Self-tapping screws are one of the most commonly used industrial fasteners. As on of the earliest engineered fastener products, self-tapping screws were manufactured out of hardened steel, and their use powered the Industrial Revolution. Still incredibly common today, self-tapping screws now include many styles and types made for specific fastening functions.

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Self-tapping screws ‘tapping screws’ are made from case hardened steel to enable tapping into sheet steel plate, a pilot hole is required to ensure the plate is formed to make a close fitting mating thread. Standard self-tapping screws are identified by their head, drive type with a letter code denoting the thread type and point.
Terminology used in the commercial fastener trade, unlike that used in aerospace or military fasteners, can be imprecise and often cause confusion. A prime example of this impreciseness is the distinction between self-tapping screws and self-drilling screws.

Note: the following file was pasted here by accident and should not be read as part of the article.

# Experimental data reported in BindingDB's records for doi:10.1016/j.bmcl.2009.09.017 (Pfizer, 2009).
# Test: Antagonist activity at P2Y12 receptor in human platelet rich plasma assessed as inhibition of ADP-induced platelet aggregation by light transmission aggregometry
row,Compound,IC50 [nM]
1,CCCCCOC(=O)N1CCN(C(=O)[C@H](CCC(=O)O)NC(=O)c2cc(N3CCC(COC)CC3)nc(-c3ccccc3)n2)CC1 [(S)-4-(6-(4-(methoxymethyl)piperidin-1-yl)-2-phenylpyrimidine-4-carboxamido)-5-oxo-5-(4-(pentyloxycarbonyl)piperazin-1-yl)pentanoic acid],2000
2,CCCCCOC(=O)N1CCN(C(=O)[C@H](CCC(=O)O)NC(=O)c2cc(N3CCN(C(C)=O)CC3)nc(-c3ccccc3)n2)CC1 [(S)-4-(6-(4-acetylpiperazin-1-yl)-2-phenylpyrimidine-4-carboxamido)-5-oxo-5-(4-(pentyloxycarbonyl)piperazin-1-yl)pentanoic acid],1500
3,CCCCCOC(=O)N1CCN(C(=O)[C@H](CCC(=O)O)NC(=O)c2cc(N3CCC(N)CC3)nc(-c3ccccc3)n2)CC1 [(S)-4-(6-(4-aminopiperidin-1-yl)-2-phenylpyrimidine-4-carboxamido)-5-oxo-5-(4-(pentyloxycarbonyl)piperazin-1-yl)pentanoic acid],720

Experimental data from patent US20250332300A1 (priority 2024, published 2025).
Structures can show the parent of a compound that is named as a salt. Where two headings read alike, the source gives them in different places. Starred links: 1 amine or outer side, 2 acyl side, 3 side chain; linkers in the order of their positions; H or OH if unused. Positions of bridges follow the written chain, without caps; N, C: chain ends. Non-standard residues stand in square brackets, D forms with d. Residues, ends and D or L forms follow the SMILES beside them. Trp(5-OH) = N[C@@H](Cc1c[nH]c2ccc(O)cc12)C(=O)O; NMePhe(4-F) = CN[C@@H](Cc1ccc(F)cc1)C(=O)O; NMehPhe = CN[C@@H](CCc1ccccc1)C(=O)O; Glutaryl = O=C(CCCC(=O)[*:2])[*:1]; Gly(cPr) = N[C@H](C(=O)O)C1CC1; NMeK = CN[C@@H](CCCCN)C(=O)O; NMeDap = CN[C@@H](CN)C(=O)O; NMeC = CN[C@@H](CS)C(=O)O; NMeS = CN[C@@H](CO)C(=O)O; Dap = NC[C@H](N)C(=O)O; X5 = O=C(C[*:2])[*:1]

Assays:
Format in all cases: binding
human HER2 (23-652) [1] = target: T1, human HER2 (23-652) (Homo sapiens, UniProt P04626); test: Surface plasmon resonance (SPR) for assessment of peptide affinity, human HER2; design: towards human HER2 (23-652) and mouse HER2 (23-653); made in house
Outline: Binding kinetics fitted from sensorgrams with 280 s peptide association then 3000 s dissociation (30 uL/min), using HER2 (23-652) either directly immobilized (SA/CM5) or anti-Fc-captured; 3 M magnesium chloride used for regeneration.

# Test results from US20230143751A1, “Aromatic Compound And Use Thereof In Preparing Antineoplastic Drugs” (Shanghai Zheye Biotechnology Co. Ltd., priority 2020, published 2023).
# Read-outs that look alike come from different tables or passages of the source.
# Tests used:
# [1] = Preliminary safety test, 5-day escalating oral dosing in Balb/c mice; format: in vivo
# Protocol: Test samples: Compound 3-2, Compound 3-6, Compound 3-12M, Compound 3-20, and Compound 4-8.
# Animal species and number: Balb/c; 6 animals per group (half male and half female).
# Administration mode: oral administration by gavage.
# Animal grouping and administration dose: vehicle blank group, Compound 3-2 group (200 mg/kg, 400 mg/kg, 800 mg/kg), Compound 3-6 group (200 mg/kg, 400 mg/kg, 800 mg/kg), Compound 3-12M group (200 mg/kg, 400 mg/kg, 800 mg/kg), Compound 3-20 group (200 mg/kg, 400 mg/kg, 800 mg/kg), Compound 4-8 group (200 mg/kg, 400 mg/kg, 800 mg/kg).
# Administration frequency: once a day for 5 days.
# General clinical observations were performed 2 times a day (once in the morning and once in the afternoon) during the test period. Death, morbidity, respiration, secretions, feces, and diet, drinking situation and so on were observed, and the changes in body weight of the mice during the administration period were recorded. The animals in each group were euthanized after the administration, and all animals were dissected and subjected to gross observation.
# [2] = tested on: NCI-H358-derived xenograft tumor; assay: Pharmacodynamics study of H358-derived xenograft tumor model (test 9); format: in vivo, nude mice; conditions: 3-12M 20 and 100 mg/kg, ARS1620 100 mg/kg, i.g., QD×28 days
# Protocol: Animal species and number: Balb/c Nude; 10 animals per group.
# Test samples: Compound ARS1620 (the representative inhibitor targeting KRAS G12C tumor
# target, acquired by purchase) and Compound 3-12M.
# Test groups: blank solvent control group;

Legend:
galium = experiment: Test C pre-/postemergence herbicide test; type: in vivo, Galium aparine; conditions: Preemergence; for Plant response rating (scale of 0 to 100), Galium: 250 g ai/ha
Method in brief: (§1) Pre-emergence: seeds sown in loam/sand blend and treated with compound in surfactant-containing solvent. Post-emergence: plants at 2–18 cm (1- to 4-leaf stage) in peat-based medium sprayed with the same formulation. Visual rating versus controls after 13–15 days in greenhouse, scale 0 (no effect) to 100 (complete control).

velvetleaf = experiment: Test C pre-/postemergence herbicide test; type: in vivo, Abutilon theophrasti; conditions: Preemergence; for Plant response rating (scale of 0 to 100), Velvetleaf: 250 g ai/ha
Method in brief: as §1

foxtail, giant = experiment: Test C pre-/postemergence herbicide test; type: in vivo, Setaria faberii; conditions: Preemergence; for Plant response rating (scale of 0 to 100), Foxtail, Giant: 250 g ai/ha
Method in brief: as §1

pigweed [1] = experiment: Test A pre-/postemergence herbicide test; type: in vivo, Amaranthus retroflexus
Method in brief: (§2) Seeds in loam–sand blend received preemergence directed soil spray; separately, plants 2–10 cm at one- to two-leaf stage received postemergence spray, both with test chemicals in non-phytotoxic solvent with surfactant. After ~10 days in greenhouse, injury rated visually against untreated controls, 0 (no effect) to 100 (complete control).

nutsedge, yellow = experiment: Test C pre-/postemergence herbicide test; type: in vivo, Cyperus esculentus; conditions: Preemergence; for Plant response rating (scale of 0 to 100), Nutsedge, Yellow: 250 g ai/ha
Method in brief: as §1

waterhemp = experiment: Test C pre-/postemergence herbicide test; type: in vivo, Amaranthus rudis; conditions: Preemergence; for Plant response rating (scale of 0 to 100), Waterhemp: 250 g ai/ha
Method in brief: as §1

• A self-tapping screw can accurately be described simply a tapping screw, but is also regularly referred to as a sheet metal screw, since they are used so heavily in the sheet metal trade.

  • Whichever name is used, a self-tapping screw (or sheet metal screw), is designated as such because it contains form mating threads (thereby “tapping” the threads) in a pre-drilled hole into which they are driven.

  • A self-drilling screw is a type of self-tapping screw that also features a drill point. The sharp drill point will both drill a hole and form the mating threads in a single operation.

  • So where does the confusion between terms come in? In many cases, the person specifying a this type of screw will interchange the terms self-tapping screw (or “Self-Tapper”) with self-drilling screw, but a screw is only a self-drilling screw when it will drill its own hole.